About Emily

I grew up on a small farm in the Ozark Mountains in northern Arkansas. We spent a lot of time outside, a result of the tiny house we lived in and the heat in the summer. We had goats and chickens, cats and dogs, and for a short time a horse that ate too much. We had a huge garden and my parents canned awesome picante sauce.

My grandmother lived about two miles away by dirt road or, straight up the mountain from our holler, about a half a mile. She was our closest neighbor. We lived in this remote place with rattlesnakes and tarantulas and ticks. We had a creek on our property, a frigid spring pouring out of the side of the mountain, trails, enormous rocks and caves. My grandmother would shoot poisonous snakes with her pistol and call my dad to come relocate the non-poisonous. An eight foot, jet-black rat snake comes to mind…It was a paradise of outdoor fun for myself and my brother and sister. We camped on the Buffalo National River and canoed during the summer. We played outside all the time. In the heat, the snow and the floods.

When I was 12 years old we moved to the eastern part of the San Francisco Bay Area and I rebelled. I wanted to fit in at my huge middle school, where I was called an Okie for my clothes and accent. I wanted to watch television, which I had to do at a friend’s house since we didn’t own one, and wear designer jeans. No more climbing rocks. No more building forts.

I begged my parents to leave me in our apartment or with friends while they went on camping trips, mostly to the San Mateo County coastside. My parents and my younger siblings (6 and 2 years old) were still attached to nature, but I shunned it. They wanted to play in the mud and be with our parents. I moved as far away from their exploration of the woods as I could.

After two years in the suburbs, we moved to a tiny village in the Santa Cruz Mountains. I attended the high school that my dad had teased me about on camping trips. “We’re going to send you there! Ha, ha!” When I was 14, they did.

All in all, it was great. I thrived in the small high school, where the coaches begged kids to play sports so the school would have a full team, where I knew everyone and they knew me, where I could rise to the top without being extraordinary. I still avoided nature-related trips and the seemingly endless hiking that my family did every day, but I grew to love the area and the community as a home base. My plan: study hard, go away to college, get a job in a high-rise in the city and live in a neat, clean apartment. Somewhere with sidewalks and no dirt.

All that happened. And, in the process, I met my wonderful husband and we had a daughter. We got rid of the television. We moved back to my tiny coastal town, where I knew everyone and our daughter could play in the dirt. We had a son. We bought a house in the mountains with a creek in the yard. We have neighbors on either side of our half acre, but no sidewalks. We have animals, plants, trees, dirt and bugs to entertain us. And, a neglected television in our basement, if we decide to watch a movie.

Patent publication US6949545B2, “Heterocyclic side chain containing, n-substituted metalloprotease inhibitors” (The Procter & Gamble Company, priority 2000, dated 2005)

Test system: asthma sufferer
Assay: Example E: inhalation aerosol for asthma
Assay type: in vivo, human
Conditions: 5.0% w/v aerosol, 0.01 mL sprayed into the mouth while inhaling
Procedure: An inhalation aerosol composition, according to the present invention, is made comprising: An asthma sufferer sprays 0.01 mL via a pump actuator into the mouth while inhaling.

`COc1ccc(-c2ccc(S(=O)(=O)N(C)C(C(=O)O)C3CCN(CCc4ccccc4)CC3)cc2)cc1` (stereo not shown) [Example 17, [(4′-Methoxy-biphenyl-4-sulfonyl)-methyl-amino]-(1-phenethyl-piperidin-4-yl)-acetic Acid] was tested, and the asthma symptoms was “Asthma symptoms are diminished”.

I don’t work in a high-rise. I work from home or in the office of a goat dairy, which is not spotless nor odorless, especially during kidding season. I get muddy, sometimes. We hike, we play at the beach. We hunt salamanders and mushrooms. We track bobcats and hope to find mountain lion tracks. We pull the van over to watch a hawk wrestle a snake on a telephone pole or to see a litter of baby skunks. These kids have changed my life. They’ve helped me rediscover what I abandoned in myself many years ago.

We decided to homeschool after exploring our options and deciding what is important to our family. This adventure has given us the time to be outside even more than if they went to a traditional school. We formed a nature study group based on the ideas of Charlotte Mason with a group of our homeschool cohorts. We recruited Tod Haddow about four years ago, when we realized it would be helpful to have an expert involved to educate both kids and parents.

We have enjoyed an incredible experience over the years, but in the spring of 2014, I realized how I had returned to my roots and how positive the experience has been. I want to share our experiences and help others connect with nature and make it a part of their daily lives. My kids and I inspire each other to take a deep breath and look around. Nature is calming and welcoming. It’s so fun to become aware of the details of the natural world around us, whether we look at a strict regiment of ants on a city sidewalk or put our hand next to a mountain lion track and recognize its size and power.

One thought on “About Emily

  1. Wendy Taylor

    Emily, beloved friend, how good to find you again. I was sad to hear of your mom’s passing. This eulogy about her and your own story here remind me about how special you both were in my life. Our work for Pescadero and Mexican National workers truly lighted my life. Our ability to walk with your mom and groups who joined us to share in Puente’s mission was always shared with SCCS and their country home, pool and forest. I thank your family for being your “presence” in our community. I will miss Judy’s service, so hugs and healing prayers for Burt and your sibs and a community surrounding you all. I hope we can talk again after this celebration of her life. She stood strongly in her belief in natural life span living and unto death as all creations go. Blessings to you all. Wendy and Ellen (650-743-5294) ck my web for my Pescadero/Puente book and on going work in my call to serve. Currently I am involved at the Tacoma WA Detention Center collecting items they need upon release and visiting Spanish-speaking detainees inside. What we all shared means and meant so much to kids and laborers…gratitude to you and your mom.


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